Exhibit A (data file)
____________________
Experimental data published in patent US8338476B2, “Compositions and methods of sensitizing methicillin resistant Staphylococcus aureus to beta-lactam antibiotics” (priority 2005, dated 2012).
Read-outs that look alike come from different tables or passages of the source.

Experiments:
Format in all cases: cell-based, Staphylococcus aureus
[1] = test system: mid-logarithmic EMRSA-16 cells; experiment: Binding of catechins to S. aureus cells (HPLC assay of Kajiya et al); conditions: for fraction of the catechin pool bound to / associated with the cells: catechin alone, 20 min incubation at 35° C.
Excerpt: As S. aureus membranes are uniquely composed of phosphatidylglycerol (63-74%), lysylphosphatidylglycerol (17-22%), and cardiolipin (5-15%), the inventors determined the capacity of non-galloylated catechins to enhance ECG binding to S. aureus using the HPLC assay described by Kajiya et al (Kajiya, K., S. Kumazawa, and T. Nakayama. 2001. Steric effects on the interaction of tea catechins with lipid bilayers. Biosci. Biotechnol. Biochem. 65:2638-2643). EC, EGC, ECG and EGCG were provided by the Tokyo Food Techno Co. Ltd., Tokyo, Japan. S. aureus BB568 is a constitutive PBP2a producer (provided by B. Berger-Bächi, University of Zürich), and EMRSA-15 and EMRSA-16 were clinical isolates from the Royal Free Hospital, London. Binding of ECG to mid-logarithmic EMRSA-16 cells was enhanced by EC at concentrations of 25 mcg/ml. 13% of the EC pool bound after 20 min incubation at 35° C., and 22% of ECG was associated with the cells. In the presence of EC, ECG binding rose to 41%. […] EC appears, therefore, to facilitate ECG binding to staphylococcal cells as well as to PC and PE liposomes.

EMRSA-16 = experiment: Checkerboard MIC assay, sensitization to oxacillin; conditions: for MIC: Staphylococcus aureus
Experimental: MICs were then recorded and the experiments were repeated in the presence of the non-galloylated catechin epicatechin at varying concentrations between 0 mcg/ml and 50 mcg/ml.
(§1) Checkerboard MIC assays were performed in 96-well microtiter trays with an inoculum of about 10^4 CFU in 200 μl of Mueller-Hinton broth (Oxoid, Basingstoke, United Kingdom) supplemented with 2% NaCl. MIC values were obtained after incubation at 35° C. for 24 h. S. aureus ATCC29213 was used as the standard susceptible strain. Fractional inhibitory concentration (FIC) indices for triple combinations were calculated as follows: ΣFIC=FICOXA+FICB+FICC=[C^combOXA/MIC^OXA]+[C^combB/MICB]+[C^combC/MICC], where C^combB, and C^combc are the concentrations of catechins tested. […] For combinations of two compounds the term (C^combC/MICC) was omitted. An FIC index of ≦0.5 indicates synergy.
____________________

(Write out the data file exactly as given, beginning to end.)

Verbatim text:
Experimental data published in patent US8338476B2, “Compositions and methods of sensitizing methicillin resistant Staphylococcus aureus to beta-lactam antibiotics” (priority 2005, dated 2012).
Read-outs that look alike come from different tables or passages of the source.

Experiments:
Format in all cases: cell-based, Staphylococcus aureus
[1] = test system: mid-logarithmic EMRSA-16 cells; experiment: Binding of catechins to S. aureus cells (HPLC assay of Kajiya et al); conditions: for fraction of the catechin pool bound to / associated with the cells: catechin alone, 20 min incubation at 35° C.
Excerpt: As S. aureus membranes are uniquely composed of phosphatidylglycerol (63-74%), lysylphosphatidylglycerol (17-22%), and cardiolipin (5-15%), the inventors determined the capacity of non-galloylated catechins to enhance ECG binding to S. aureus using the HPLC assay described by Kajiya et al (Kajiya, K., S. Kumazawa, and T. Nakayama. 2001. Steric effects on the interaction of tea catechins with lipid bilayers. Biosci. Biotechnol. Biochem. 65:2638-2643). EC, EGC, ECG and EGCG were provided by the Tokyo Food Techno Co. Ltd., Tokyo, Japan. S. aureus BB568 is a constitutive PBP2a producer (provided by B. Berger-Bächi, University of Zürich), and EMRSA-15 and EMRSA-16 were clinical isolates from the Royal Free Hospital, London. Binding of ECG to mid-logarithmic EMRSA-16 cells was enhanced by EC at concentrations of 25 mcg/ml. 13% of the EC pool bound after 20 min incubation at 35° C., and 22% of ECG was associated with the cells. In the presence of EC, ECG binding rose to 41%. […] EC appears, therefore, to facilitate ECG binding to staphylococcal cells as well as to PC and PE liposomes.

EMRSA-16 = experiment: Checkerboard MIC assay, sensitization to oxacillin; conditions: for MIC: Staphylococcus aureus
Experimental: MICs were then recorded and the experiments were repeated in the presence of the non-galloylated catechin epicatechin at varying concentrations between 0 mcg/ml and 50 mcg/ml.
(§1) Checkerboard MIC assays were performed in 96-well microtiter trays with an inoculum of about 10^4 CFU in 200 μl of Mueller-Hinton broth (Oxoid, Basingstoke, United Kingdom) supplemented with 2% NaCl. MIC values were obtained after incubation at 35° C. for 24 h. S. aureus ATCC29213 was used as the standard susceptible strain. Fractional inhibitory concentration (FIC) indices for triple combinations were calculated as follows: ΣFIC=FICOXA+FICB+FICC=[C^combOXA/MIC^OXA]+[C^combB/MICB]+[C^combC/MICC], where C^combB, and C^combc are the concentrations of catechins tested. […] For combinations of two compounds the term (C^combC/MICC) was omitted. An FIC index of ≦0.5 indicates synergy.